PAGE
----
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Nearly half of Michigan families experienced pre-pandemic poverty

New data from the United Way of Michigan shows that a staggering 40% of families here experienced poverty before the pandemic struck. The agency says that explains why COVID-19 has taken such a toll on the Great Lakes State. The report examines 2019 poverty data for “asset limited, income constrained, employed” (ALICE) households. The acronym describes families whose household income exceeds federal poverty guidelines but cannot enable upward mobility.

The report examines the impact of the “Great Recession” which ended a decade ago. According to the agency, 4 in 10 Michigan families had difficulty simply making ends meet. Data pointed to a number of factors including chronically low wages, limited savings and inflation-driven cost increases on basic needs. These factors significantly impacted households headed by minorities and single women.

One culprit: nearly 60% of all jobs in Michigan paid workers less than $20 per hour. That’s less than two-thirds of the income needed to support a family of four in Michigan during the study period. When the family-of-four includes children in day care, the minimum household income jumps to nearly $43 per hour. Michigan’s housing costs increased at nearly twice the rate of inflation during that time. In addition to housing costs, the study also examined the cost of other necessities, like food, transportation, insurance, health insurance and taxes.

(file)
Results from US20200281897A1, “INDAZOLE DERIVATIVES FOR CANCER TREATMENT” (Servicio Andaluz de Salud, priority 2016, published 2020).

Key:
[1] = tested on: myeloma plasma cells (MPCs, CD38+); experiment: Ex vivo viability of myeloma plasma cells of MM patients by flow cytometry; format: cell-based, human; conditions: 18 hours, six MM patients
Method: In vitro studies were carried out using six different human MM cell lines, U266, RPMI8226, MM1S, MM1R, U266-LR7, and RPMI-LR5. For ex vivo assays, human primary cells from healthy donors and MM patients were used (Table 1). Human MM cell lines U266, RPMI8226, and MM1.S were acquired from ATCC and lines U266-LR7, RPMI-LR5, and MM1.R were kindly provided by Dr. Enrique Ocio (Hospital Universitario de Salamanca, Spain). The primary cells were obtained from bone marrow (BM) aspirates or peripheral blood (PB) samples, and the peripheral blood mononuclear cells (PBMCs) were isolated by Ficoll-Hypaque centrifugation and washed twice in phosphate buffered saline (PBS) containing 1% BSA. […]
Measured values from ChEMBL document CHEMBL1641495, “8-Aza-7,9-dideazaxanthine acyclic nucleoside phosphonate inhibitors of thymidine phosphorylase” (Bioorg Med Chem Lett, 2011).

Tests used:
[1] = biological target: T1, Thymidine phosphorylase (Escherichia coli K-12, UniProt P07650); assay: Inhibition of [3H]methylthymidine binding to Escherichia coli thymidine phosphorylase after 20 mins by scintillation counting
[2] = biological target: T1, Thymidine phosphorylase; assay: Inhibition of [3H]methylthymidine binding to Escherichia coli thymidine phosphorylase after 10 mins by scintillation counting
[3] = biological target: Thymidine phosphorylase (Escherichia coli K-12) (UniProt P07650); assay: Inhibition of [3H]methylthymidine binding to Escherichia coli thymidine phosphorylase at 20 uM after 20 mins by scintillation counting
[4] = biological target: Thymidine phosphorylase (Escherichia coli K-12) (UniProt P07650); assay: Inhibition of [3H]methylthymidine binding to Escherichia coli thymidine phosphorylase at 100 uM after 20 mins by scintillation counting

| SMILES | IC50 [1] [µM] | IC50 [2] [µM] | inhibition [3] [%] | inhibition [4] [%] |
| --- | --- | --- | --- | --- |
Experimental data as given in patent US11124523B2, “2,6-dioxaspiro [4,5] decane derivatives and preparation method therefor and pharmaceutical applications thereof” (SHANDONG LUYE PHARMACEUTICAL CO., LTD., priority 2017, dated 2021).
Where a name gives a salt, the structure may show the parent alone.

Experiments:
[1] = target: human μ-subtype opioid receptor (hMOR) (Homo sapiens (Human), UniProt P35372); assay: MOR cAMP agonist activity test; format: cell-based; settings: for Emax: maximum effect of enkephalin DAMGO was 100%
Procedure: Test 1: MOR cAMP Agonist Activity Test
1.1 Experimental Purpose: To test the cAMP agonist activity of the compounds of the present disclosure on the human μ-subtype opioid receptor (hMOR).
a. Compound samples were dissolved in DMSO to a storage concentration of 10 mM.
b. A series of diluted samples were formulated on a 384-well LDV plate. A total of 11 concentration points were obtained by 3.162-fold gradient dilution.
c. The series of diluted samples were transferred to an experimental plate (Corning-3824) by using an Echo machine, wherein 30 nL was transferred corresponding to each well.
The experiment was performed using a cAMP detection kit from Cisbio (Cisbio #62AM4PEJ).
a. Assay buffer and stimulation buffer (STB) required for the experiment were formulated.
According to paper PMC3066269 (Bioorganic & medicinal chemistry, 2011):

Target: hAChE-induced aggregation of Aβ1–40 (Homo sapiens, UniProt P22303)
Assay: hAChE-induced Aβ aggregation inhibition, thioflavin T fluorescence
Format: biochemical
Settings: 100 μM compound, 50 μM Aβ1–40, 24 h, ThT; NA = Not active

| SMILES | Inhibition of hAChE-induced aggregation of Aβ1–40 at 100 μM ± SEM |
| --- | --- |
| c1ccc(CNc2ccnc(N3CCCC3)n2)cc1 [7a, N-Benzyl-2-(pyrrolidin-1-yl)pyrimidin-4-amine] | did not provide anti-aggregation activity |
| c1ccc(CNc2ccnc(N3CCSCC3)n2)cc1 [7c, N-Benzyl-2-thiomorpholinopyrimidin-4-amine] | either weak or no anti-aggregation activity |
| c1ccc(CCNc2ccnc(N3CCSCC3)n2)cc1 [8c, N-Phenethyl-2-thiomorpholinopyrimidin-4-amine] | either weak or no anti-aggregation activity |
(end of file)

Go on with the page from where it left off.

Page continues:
ALICE: the new faces on the edge of poverty

Nearly one-third of Washtenaw County households (31%) fall below ALICE income thresholds. That includes 12% of households below the federal poverty line, and 19% of households hovering slightly above it. These severely income-limited Washtenaw County households cannot reliably meet all of their basic needs every month.

When you look only at Washtenaw County households that single women lead, 60% fall below the ALICE guidelines. (And Washtenaw County is better positioned than all but three counties in the state for female heads-of-household.)

As I wrote yesterday, the national average hourly wage for associate degree holders is $22, but in Ann Arbor, that figure falls to $18. When you consider that a family of four (with two children in day care) needs an hourly income of $43 per hour, the income opportunity that an Associate degree offers is woefully inadequate. It is not a path out of poverty. Instead, it consigns people to low-wage occupations indefinitely.

That’s almost assuredly not the outcome Washtenaw County taxpayers had in mind when they generously funded WCC. And these conditions certainly do not justify the misdirection of the College’s operational funds to an executive health club or a hotel and conference center. The Board needs to refocus the WCC administration on creating new academic programs and strengthening existing ones. These new programs should focus on putting people in high-demand, high-salary occupations to reduce Washtenaw County’s ALICE households.

Photo Credit: teo_ladodicivideo, via Flickr